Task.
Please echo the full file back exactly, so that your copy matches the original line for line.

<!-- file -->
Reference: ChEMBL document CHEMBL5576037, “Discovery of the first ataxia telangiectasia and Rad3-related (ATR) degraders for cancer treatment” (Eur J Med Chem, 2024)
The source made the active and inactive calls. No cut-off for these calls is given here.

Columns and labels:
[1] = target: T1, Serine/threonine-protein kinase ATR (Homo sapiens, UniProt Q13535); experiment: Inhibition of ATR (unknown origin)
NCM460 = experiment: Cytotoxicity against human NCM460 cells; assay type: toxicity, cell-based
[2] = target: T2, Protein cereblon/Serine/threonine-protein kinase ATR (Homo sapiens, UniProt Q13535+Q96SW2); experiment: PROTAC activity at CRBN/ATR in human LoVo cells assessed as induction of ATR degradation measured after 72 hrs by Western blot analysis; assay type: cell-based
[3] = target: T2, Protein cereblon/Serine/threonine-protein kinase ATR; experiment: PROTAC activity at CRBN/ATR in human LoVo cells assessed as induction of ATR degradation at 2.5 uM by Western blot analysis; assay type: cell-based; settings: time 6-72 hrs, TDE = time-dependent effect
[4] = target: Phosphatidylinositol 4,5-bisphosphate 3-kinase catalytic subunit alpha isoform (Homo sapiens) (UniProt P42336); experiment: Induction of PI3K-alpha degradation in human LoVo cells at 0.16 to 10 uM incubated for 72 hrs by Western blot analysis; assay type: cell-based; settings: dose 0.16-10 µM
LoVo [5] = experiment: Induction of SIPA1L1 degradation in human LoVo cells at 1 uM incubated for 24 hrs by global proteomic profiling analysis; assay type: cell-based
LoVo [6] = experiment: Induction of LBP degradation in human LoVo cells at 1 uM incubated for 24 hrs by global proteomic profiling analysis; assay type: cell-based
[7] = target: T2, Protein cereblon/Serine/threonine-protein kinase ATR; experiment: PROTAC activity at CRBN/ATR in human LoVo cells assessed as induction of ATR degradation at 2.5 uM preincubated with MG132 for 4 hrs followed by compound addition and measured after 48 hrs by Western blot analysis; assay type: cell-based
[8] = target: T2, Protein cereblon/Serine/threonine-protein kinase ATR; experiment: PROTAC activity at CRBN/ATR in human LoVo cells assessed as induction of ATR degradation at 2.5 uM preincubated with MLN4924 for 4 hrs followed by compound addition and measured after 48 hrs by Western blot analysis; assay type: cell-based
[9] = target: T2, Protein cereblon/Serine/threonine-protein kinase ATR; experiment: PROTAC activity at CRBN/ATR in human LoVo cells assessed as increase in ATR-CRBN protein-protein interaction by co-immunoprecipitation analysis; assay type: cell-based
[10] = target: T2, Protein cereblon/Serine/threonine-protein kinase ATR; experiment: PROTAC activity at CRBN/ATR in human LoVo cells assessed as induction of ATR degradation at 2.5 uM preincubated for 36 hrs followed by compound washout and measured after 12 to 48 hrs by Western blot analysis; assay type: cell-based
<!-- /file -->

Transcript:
Reference: ChEMBL document CHEMBL5576037, “Discovery of the first ataxia telangiectasia and Rad3-related (ATR) degraders for cancer treatment” (Eur J Med Chem, 2024)
The source made the active and inactive calls. No cut-off for these calls is given here.

Columns and labels:
[1] = target: T1, Serine/threonine-protein kinase ATR (Homo sapiens, UniProt Q13535); experiment: Inhibition of ATR (unknown origin)
NCM460 = experiment: Cytotoxicity against human NCM460 cells; assay type: toxicity, cell-based
[2] = target: T2, Protein cereblon/Serine/threonine-protein kinase ATR (Homo sapiens, UniProt Q13535+Q96SW2); experiment: PROTAC activity at CRBN/ATR in human LoVo cells assessed as induction of ATR degradation measured after 72 hrs by Western blot analysis; assay type: cell-based
[3] = target: T2, Protein cereblon/Serine/threonine-protein kinase ATR; experiment: PROTAC activity at CRBN/ATR in human LoVo cells assessed as induction of ATR degradation at 2.5 uM by Western blot analysis; assay type: cell-based; settings: time 6-72 hrs, TDE = time-dependent effect
[4] = target: Phosphatidylinositol 4,5-bisphosphate 3-kinase catalytic subunit alpha isoform (Homo sapiens) (UniProt P42336); experiment: Induction of PI3K-alpha degradation in human LoVo cells at 0.16 to 10 uM incubated for 72 hrs by Western blot analysis; assay type: cell-based; settings: dose 0.16-10 µM
LoVo [5] = experiment: Induction of SIPA1L1 degradation in human LoVo cells at 1 uM incubated for 24 hrs by global proteomic profiling analysis; assay type: cell-based
LoVo [6] = experiment: Induction of LBP degradation in human LoVo cells at 1 uM incubated for 24 hrs by global proteomic profiling analysis; assay type: cell-based
[7] = target: T2, Protein cereblon/Serine/threonine-protein kinase ATR; experiment: PROTAC activity at CRBN/ATR in human LoVo cells assessed as induction of ATR degradation at 2.5 uM preincubated with MG132 for 4 hrs followed by compound addition and measured after 48 hrs by Western blot analysis; assay type: cell-based
[8] = target: T2, Protein cereblon/Serine/threonine-protein kinase ATR; experiment: PROTAC activity at CRBN/ATR in human LoVo cells assessed as induction of ATR degradation at 2.5 uM preincubated with MLN4924 for 4 hrs followed by compound addition and measured after 48 hrs by Western blot analysis; assay type: cell-based
[9] = target: T2, Protein cereblon/Serine/threonine-protein kinase ATR; experiment: PROTAC activity at CRBN/ATR in human LoVo cells assessed as increase in ATR-CRBN protein-protein interaction by co-immunoprecipitation analysis; assay type: cell-based
[10] = target: T2, Protein cereblon/Serine/threonine-protein kinase ATR; experiment: PROTAC activity at CRBN/ATR in human LoVo cells assessed as induction of ATR degradation at 2.5 uM preincubated for 36 hrs followed by compound washout and measured after 12 to 48 hrs by Western blot analysis; assay type: cell-based